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JSLint Error Explanations

JSLint will hurt your feelings. It's time to make them better!

Don't make functions within a loop

When do I get this error?

JSLint and JSHint will throw the "Don't make functions within a loop" error when they encounter a function statement or expression within a for, while or do statement. In the following example we attempt to add a click event listener to each element with a given class name. The event handler is intended to overwrite the contents of the clicked element with the value of i at a specific iteration of the loop:

Why do I get this error?

This error is raised to highlight a piece of code that may not work as you expect it to and could also indicate a misunderstanding of how the language works. Your code may run without any problems if you do not fix this error, but in some situations it could behave unexpectedly.

The fundamental problem here is that the JavaScript interpreter will create an instance of the function per loop iteration. It has to do this because it doesn't know if the function object will be modified elsewhere. Since functions are standard JavaScript objects, they can have properties like any other object, which could be changed in the loop. Thus by creating the function in the loop context, you cause the interpreter to create multiple function instances, which can cause unexpected behavior and performance problems.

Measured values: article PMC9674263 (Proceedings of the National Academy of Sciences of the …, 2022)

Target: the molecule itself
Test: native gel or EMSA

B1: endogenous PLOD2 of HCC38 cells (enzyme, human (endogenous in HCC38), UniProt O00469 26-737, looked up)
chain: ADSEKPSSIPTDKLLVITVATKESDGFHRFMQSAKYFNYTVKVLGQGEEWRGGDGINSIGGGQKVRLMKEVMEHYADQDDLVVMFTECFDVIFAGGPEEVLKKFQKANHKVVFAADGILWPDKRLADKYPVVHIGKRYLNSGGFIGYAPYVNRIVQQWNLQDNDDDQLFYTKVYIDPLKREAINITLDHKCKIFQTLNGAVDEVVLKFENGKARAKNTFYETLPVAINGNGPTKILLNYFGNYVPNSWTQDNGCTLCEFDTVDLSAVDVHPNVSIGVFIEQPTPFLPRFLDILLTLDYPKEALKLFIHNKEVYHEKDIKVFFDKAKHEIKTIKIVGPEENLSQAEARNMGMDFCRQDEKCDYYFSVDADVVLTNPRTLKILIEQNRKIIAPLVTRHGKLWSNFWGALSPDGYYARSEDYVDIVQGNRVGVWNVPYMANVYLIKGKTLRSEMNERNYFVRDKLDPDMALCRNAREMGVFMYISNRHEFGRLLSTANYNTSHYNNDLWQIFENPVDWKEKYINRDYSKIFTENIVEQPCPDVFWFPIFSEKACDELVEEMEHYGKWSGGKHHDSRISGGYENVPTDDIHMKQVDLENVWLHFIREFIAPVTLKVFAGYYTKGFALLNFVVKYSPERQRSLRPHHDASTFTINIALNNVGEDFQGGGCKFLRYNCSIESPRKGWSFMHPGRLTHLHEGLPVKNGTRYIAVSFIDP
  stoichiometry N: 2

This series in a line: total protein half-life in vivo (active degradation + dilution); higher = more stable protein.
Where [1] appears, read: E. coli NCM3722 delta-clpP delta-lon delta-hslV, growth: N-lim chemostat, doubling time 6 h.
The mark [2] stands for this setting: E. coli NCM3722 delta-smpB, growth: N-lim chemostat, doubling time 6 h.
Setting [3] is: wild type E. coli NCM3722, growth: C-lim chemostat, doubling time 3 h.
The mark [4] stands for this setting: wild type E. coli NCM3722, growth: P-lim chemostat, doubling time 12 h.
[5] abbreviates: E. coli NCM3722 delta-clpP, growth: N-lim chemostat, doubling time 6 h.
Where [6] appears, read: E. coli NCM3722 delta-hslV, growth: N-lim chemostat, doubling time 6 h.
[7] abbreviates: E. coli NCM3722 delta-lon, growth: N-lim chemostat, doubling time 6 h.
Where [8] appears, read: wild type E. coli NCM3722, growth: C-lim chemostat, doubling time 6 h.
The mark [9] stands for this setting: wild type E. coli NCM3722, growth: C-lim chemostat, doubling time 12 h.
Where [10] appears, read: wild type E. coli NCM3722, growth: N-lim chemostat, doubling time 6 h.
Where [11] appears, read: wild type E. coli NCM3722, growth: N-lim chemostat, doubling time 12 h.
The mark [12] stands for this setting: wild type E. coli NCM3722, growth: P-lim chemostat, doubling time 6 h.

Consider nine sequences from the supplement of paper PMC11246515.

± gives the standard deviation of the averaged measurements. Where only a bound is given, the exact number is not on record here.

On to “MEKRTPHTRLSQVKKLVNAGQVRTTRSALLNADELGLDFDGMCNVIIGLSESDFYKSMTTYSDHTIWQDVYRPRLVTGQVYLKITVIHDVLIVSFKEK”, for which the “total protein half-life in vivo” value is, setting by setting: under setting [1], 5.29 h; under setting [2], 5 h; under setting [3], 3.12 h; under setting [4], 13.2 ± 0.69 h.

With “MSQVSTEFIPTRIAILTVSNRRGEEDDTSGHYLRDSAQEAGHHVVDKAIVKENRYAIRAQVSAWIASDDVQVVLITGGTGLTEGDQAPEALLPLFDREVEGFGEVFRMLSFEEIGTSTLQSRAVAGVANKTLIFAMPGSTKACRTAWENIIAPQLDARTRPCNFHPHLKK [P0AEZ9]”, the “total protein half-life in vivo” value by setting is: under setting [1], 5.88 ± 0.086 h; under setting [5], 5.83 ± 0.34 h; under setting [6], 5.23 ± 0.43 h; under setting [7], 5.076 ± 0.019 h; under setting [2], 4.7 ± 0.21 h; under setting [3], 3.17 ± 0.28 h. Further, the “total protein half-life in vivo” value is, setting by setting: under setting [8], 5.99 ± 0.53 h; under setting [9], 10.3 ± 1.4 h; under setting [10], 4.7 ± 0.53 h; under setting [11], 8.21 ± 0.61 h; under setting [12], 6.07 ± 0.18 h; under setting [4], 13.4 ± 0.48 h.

In the example above, when you click on one of the affected elements and trigger the event handler, the content will change to the final value of i. If there are 4 elements in the NodeList referred to by elems, the content of each element will end up being "4".

To work around this, we need to capture the value of i at each iteration of the loop and ensure that it's that value that is referred to by the click event handler bound at this iteration. A common solution is to wrap the body of the loop in an immediately invoked function expression (IIFE), creating a closure that captures the value of the variable:

This will work as we expect it to, with each element getting the correct value of i, but it's definitely starting to look messy and becoming harder to read (and therefore harder to maintain). And in any case, since there's still a function within the loop, JSLint and JSHint will still complain. To fix the issue, we need to move the function out of the loop, and maintain the closure:

In JSHint 1.0.0 and above you have the ability to ignore any warning with a special option syntax. The identifier of this warning is W083. This means you can tell JSHint to not issue this warning with the /*jshint -W083 */ directive.

James Allardice

This article was written by James Allardice, an enthusiastic young JavaScript developer at Global Personals (we're looking for developers so please apply). He is passionate about writing clean, maintainable JavaScript and uses JSHint every day to help achieve this.

You can follow him on Twitter, fork him on GitHub and find him on Google+.

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